President Obama meets King Abdullah of Jordan on Friday in California. The president will also travel to Saudi Arabia in March, just after Secretary of State John Kerry makes a special stop in the United Arab Emirates.
All three of these events are part of a larger whole: an attempt by the Obama administration to reassure key American Arab allies that the United States is not retreating from the Middle East or going soft on its leadership role in the world. This effort was exemplified by the extraordinary joint plea by Secretaries Hagel and Kerry recently at the Munich Security Conference to skeptical European partners.
The upcoming diplomatic outreach by President Obama to U.S. Arab partners is positive and necessary. The critical question is: will it help smooth ruffled feathers? The White House should harbor no illusions that mere back-slapping and hand-holding will suffice. If Washington is saying: “The meeting is the message,” the Arabs will instead be asking: “What have you done for us lately, and where are you heading?”
For the upcoming outreach to the Arabs to be truly effective, America’s top officials will need to bring compelling answers to three critical questions that their Arab partners will pose:
First, Iran: “What is the Obama administration’s game plan for Iran?” President Obama and Secretary Kerry will doubtlessly stress their commitment to preventing Iran from developing nuclear weapons. That message won’t do.
What the Arabs really want to know is whether or not Washington is seeking a much broader modus vivendi with Iran that will lead to a new and “more balanced” security architecture in the region. Is Washington going to continue to seek Iran’s isolation and containment? Or does the United States, as the Arabs now fear, seek to engage, temper, and ultimately reincorporate Iran into its old role as a pillar of Gulf stability?
Second, Syria: What is the United States’ objective in Syria? Is it to contain the fighting, continue to pursue some sort of diplomatic track with the regime it once called on to step down, and to give primacy to Syria’s weapons of mass destruction?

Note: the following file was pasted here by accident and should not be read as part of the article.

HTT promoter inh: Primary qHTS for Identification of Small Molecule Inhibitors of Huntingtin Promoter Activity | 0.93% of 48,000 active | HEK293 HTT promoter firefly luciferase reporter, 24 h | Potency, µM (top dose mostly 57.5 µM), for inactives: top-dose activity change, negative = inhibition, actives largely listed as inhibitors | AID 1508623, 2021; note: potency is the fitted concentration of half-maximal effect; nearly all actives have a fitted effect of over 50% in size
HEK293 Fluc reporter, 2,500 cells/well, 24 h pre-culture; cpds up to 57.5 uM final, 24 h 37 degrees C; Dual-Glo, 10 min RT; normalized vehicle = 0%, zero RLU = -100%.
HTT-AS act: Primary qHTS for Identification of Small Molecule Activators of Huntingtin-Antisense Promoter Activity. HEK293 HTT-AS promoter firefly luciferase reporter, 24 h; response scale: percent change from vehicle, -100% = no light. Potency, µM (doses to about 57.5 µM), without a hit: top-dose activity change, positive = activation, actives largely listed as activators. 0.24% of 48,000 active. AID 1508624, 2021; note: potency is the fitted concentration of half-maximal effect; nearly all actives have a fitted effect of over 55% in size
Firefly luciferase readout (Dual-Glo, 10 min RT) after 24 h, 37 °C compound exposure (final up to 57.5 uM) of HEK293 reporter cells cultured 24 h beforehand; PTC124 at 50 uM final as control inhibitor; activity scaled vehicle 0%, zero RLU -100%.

Administration calls for Assad to step down as part of a political process, and confidential assurances that limited U.S. covert assistance is now underway, will do little to convince the Arabs that the administration does not seek to get by with as little involvement as possible. Indeed, it will lead Gulf Arabs to conclude that they should redouble their efforts to pour arms and money into Syria pursuing goals clearly not aligned with U.S. interests. Cautionary words by Obama or Kerry to the Arab allies will surely fall on deaf ears.
Third, Egypt: President Obama’s silence on Egypt in his State of the Union did not go unnoticed in the Middle East, and is seen as a reflection of a hands-off approach to the Arab world’s most populous country, and main epicenter of the 2011 Arab uprisings. Saudi Arabia, Jordan, and the Emirates have all welcomed, mainly through dollar diplomacy, the July 3, 2013 coup (or military action as some prefer) that toppled the Morsi government.
They will now want to know if Washington’s policy remains the one articulated by Secretary Kerry in his last visit to Egypt in November: that Egypt is on the road to democracy. If so, they will be pleased. Hints by Obama or Kerry to quietly urge restraint by Egypt’s military will be met by subtle admonitions by their Arab hosts—however unjustified—that countries that abandon their allies in times of trouble should remain silent when things then quiet down.
When they meet with their Saudi, Jordanian, and Emirati interlocutors, Kerry and Obama will surely highlight their Sisyphusian efforts to advance the cause of Israeli-Palestinian peace, and the president will seek to assure them that he stands squarely behind his secretary of state’s mission to bring peace to the Holy Land.
The Arabs will welcome these American peace efforts and encourage them to continue. But long gone are the days when Americans could engender Arab felicitations by focusing on the peace process. Today’s Middle East turmoil has brought about threats that U.S. allies see as existential. Unless Obama and Kerry can credibly answer pressing questions on Iran, Syria, and Egypt, whatever goodwill engendered by this outreach is likely to be as enduring as the jet contrails that will follow their aircraft when they depart their meetings.